Calendar

Mar
26
Tue
AMS Special Seminar: Dr. Angela Jarrett (University of Texas- Austin) @ Maryland 109
Mar 26 @ 10:30 am – 11:30 am

Title: Guiding clinical and preclinical investigations of breast cancer with mathematical modeling and analyses

Abstract: One of the great challenges for cancer treatment is the inability to optimize therapy. Without a reasonable mathematical framework, our ability to select treatment regimens for the individual patient is fundamentally limited to trial and error. Presented here are examples of data-driven, integrated experimental-mathematical approaches to studying breast cancer’s response to therapy for both pre-clinical and clinical investigations. The preclinical model, consisting of ODEs, connects various experiments for an in vivo mouse system to better understand the interactions of the immune response and targeted therapy for breast cancer. The clinical model is a 3D PDE system for predicting tumor response to neoadjuvant therapy using patient-specific data that lays the groundwork for optimizing chemotherapeutic dosing and scheduling. In both examples, the results of uncertainty and sensitivity analyses are discussed to show how they can be used to generate experimentally testable hypotheses, narrow the scope for experimental investigations, and evolve mathematical models. Additionally, multi-scale models are proposed that bridge the gap between in vitro and in vivo experiments to step towards clinical translation.

Mar
28
Thu
The Distinguished Goldman Lecture Series- AMS Seminar: Gerard Cornuejols (Carnegie Mellon University) @ Hodson 213
Mar 28 @ 1:30 pm – 2:30 pm

Title: Min-Max Relations for Packing and Covering

Abstract: We consider a family M of subsets of a finite set E. A “cover” is a subset of E that intersects every member of the family M. A “packing” is a set of members of M no two of which intersect. Clearly, the cardinality of a packing is at most that of a cover. We study conditions under which the maximum cardinality of a packing equals the minimum cardinality of a cover. We present recent results obtained jointly with Ahmad Abdi and Dabeen Lee.

Bio:  Gerard Cornuejols is professor of Operations Research at Carnegie Mellon University. His research interests are in integer programming and combinatorial optimization. He received the Lanchester Prize twice (1978 and 2015), the Fulkerson Prize (2000), the Dantzig Prize (2009) and the von Neumann Theory Prize (2011).

Apr
4
Thu
The Acheson J. Duncan Lecture Series: AMS Seminar: Rina Foygel Barber (University of Chicago) @ Hodson 213
Apr 4 @ 1:30 pm – 2:30 pm

Title: Robust inference with the knockoff filter.

Abstract: In this talk, I will present ongoing work on the knockoff filter for inference in regression. In a high-dimensional model selection problem, we would like to select relevant features without too many false positives. The knockoff filter provides a tool for model selection by creating knockoff copies of each feature, testing the model selection algorithm for its ability to distinguish true from false covariates to control the false positives. In practice, the modeling assumptions that underlie the construction of the knockoffs may be violated, as we cannot know the exact dependence structure between the various features. Our ongoing work aims to determine and improve the robustness properties of the knockoff framework in this setting. We find that when knockoff features are constructed using estimated feature distributions whose errors are small in a KL divergence type measure, the knockoff filter provably controls the false discovery rate at only a slightly higher level. This work is joint with Emmanuel Candès and Richard Samworth.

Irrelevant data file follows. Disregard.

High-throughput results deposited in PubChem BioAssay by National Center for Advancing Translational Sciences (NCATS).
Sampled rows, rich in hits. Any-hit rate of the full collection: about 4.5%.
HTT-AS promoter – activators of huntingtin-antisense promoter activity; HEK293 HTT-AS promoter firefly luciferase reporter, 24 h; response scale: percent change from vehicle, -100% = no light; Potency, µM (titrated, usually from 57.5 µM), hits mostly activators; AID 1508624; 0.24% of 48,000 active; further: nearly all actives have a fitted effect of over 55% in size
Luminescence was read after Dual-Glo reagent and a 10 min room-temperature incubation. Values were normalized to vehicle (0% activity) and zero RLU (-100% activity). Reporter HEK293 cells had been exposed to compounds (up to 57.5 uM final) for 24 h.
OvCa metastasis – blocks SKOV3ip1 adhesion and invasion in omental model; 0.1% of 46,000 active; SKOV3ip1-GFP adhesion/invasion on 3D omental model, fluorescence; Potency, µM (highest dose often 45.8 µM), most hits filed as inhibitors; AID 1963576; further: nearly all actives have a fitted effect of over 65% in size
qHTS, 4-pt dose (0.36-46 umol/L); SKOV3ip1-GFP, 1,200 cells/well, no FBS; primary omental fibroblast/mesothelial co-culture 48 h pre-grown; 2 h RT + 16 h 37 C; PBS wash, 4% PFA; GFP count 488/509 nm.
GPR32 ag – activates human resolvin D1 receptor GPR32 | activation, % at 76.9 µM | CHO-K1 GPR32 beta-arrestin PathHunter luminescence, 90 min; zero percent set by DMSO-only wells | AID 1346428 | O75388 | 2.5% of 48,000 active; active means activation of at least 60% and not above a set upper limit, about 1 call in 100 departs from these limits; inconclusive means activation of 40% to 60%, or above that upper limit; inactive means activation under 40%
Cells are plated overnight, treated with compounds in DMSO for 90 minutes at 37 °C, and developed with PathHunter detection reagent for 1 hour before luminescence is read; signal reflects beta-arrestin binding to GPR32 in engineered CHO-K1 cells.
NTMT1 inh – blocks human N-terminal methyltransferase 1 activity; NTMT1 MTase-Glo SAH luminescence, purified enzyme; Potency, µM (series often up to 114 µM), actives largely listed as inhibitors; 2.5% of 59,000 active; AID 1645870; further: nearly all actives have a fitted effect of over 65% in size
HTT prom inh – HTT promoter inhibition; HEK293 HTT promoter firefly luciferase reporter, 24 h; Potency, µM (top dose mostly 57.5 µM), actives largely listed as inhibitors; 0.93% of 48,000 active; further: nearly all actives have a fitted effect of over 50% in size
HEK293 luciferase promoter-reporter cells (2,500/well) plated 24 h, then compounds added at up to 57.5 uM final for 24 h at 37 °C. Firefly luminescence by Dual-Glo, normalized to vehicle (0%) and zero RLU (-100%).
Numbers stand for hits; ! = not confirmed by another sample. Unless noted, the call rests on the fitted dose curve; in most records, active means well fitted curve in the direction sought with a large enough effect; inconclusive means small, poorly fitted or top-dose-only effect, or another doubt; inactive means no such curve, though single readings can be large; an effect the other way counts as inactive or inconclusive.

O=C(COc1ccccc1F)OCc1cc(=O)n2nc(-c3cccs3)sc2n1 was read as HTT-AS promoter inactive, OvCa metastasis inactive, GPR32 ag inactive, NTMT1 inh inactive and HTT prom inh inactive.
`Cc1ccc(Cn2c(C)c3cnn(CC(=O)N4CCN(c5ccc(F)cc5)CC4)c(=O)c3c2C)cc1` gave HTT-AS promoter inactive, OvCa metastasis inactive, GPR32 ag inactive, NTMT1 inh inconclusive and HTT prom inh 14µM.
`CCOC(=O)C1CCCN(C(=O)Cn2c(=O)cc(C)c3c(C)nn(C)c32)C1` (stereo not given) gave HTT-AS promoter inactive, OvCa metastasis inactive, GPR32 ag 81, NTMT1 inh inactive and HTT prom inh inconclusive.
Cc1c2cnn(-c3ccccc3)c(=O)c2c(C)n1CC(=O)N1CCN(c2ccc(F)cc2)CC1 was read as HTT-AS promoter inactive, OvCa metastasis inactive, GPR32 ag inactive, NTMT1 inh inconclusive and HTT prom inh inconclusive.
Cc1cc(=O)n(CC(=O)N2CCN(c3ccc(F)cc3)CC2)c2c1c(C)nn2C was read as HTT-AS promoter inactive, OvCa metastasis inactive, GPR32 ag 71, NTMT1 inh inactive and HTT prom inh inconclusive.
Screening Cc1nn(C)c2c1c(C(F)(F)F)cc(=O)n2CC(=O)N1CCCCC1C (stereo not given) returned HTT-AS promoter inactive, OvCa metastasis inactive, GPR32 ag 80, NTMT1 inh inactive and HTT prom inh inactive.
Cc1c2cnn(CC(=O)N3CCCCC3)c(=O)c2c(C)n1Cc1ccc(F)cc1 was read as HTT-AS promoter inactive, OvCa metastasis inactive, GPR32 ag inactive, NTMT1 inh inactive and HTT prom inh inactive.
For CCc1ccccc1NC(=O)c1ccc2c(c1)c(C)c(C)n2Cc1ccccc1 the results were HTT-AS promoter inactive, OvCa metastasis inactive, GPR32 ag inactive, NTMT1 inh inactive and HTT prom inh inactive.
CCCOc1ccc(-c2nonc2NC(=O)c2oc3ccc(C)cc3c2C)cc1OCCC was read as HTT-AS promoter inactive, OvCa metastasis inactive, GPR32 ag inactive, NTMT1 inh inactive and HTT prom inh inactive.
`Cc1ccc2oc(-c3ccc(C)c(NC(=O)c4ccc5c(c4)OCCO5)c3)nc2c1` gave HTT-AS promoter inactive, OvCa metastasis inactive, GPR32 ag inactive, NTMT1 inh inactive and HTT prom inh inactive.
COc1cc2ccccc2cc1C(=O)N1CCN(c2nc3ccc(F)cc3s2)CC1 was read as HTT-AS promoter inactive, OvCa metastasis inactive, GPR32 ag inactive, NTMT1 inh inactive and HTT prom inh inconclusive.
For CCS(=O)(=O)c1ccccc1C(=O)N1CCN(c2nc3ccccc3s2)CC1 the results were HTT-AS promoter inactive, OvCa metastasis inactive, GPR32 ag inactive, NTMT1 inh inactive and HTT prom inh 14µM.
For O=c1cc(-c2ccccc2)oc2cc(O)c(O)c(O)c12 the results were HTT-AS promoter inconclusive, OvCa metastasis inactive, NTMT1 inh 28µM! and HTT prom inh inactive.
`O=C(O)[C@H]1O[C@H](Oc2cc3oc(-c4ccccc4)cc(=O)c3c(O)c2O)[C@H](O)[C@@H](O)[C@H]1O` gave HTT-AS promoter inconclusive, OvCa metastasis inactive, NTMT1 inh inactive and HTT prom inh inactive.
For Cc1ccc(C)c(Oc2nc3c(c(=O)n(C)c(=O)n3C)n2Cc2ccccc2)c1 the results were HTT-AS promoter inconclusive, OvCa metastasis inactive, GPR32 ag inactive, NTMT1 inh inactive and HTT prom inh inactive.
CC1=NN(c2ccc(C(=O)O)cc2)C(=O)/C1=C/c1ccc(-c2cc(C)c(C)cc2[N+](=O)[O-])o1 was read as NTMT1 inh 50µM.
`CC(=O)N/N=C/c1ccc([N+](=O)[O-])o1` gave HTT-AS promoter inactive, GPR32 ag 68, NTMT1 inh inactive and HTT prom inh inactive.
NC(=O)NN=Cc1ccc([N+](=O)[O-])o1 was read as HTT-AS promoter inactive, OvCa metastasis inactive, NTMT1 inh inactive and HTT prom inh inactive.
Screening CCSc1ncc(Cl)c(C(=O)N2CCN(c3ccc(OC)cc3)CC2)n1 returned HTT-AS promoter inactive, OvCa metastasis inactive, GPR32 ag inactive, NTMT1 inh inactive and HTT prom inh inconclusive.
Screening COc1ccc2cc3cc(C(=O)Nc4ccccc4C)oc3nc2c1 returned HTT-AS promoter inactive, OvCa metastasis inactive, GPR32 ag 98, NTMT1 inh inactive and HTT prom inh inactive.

This is joint work with Emmanuel Candès, Aaditya Ramdas, and Ryan Tibshirani.

Bio: TBA

Apr
5
Fri
The Acheson J. Duncan Lecture Series: AMS Seminar: Rina Foygel Barber (University of Chicago) @ Hodson 213
Apr 5 @ 1:30 pm – 2:30 pm

Title: Distribution free prediction: Is conditional inference possible?

Abstract: We consider the problem of distribution-free predictive inference, with the goal of producing predictive coverage guarantees that hold conditionally rather than marginally. Existing methods such as conformal prediction offer marginal coverage guarantees, where predictive coverage holds on average over all possible test points, but this is not sufficient for many practical applications where we would like to know that our predictions are valid for a given individual, not merely on average over a population. On the other hand, exact conditional inference guarantees are known to be impossible without imposing assumptions on the underlying distribution. In this work we aim to explore the space in between these two, and examine what types of relaxations of the conditional coverage property would alleviate some of the practical concerns with marginal coverage guarantees while still being possible to achieve in a distribution-free setting.

This is joint work with Emmanuel Candès, Aaditya Ramdas, and Ryan Tibshirani.

Bio: TBA

Apr
11
Thu
AMS Seminar: Thalia Zariphopoulou (University of Texas) @ Whitehead 304
Apr 11 @ 1:30 pm – 2:30 pm

Title: TBA

 

Abstract: TBA

Apr
18
Thu
AMS Seminar: Lori Brady (JHU-Civil Eng) @ Whitehead 304
Apr 18 @ 1:30 pm – 2:30 pm

Title: TBA

 

Abstract: TBA

Apr
25
Thu
The John C. & Susan S.G. Wierman Lecture Series- AMS Seminar: Lianne Sheppard (University of Washington) @ Shaffer 304
Apr 25 @ 1:30 pm – 2:30 pm

Title: TBA

 

Abstract: TBA

May
2
Thu
AMS Seminar: Elana Fertig (JHU-BioMed) @ Whitehead 304
May 2 @ 1:30 pm – 2:30 pm

Title: TBA

 

Abstract: TBA

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